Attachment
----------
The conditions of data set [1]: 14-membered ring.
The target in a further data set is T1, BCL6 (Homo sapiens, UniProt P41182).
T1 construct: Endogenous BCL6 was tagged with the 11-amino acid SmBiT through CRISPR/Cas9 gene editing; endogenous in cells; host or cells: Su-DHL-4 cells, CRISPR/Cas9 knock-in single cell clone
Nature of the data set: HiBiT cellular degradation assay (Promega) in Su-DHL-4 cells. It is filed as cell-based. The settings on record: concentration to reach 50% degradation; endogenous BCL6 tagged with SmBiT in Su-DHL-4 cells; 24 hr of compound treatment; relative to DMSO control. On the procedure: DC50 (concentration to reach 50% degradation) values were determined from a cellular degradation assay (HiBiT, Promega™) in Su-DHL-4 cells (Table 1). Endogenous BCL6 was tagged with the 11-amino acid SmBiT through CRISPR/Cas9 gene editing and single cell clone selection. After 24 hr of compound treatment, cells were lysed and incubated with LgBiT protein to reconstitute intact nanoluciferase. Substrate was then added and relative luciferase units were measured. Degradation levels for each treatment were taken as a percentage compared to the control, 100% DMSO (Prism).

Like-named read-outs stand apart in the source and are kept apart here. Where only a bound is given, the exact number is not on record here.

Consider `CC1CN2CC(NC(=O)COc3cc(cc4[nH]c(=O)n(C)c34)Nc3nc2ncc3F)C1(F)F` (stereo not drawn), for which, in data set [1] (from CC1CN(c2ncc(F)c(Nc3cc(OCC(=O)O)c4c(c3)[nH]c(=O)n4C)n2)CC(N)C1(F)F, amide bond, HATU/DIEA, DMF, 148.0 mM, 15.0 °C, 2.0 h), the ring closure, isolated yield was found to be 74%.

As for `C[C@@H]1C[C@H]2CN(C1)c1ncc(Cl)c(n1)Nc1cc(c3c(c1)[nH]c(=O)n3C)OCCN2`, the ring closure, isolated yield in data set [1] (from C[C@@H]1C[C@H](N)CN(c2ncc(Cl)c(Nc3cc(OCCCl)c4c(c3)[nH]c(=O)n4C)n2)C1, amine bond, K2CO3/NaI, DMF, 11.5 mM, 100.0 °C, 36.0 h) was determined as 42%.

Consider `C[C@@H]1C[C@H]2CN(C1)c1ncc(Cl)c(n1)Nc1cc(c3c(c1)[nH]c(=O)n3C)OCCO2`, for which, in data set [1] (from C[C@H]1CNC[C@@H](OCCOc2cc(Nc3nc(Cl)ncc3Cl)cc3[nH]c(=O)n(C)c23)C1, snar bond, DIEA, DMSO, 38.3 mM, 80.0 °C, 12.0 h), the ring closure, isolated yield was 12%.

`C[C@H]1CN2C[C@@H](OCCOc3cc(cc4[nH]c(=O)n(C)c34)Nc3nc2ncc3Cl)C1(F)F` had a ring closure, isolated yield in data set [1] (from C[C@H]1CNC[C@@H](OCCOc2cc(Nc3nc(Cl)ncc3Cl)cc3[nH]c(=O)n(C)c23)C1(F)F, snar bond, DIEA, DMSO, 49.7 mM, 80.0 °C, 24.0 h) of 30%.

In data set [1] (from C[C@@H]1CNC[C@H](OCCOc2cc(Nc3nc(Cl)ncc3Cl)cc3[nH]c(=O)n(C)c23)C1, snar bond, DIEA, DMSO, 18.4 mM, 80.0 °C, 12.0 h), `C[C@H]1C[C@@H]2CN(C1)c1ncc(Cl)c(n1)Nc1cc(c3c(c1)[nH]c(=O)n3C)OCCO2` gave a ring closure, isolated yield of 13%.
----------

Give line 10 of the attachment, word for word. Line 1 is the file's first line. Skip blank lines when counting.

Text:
In data set [1] (from C[C@@H]1CNC[C@H](OCCOc2cc(Nc3nc(Cl)ncc3Cl)cc3[nH]c(=O)n(C)c23)C1, snar bond, DIEA, DMSO, 18.4 mM, 80.0 °C, 12.0 h), `C[C@H]1C[C@@H]2CN(C1)c1ncc(Cl)c(n1)Nc1cc(c3c(c1)[nH]c(=O)n3C)OCCO2` gave a ring closure, isolated yield of 13%.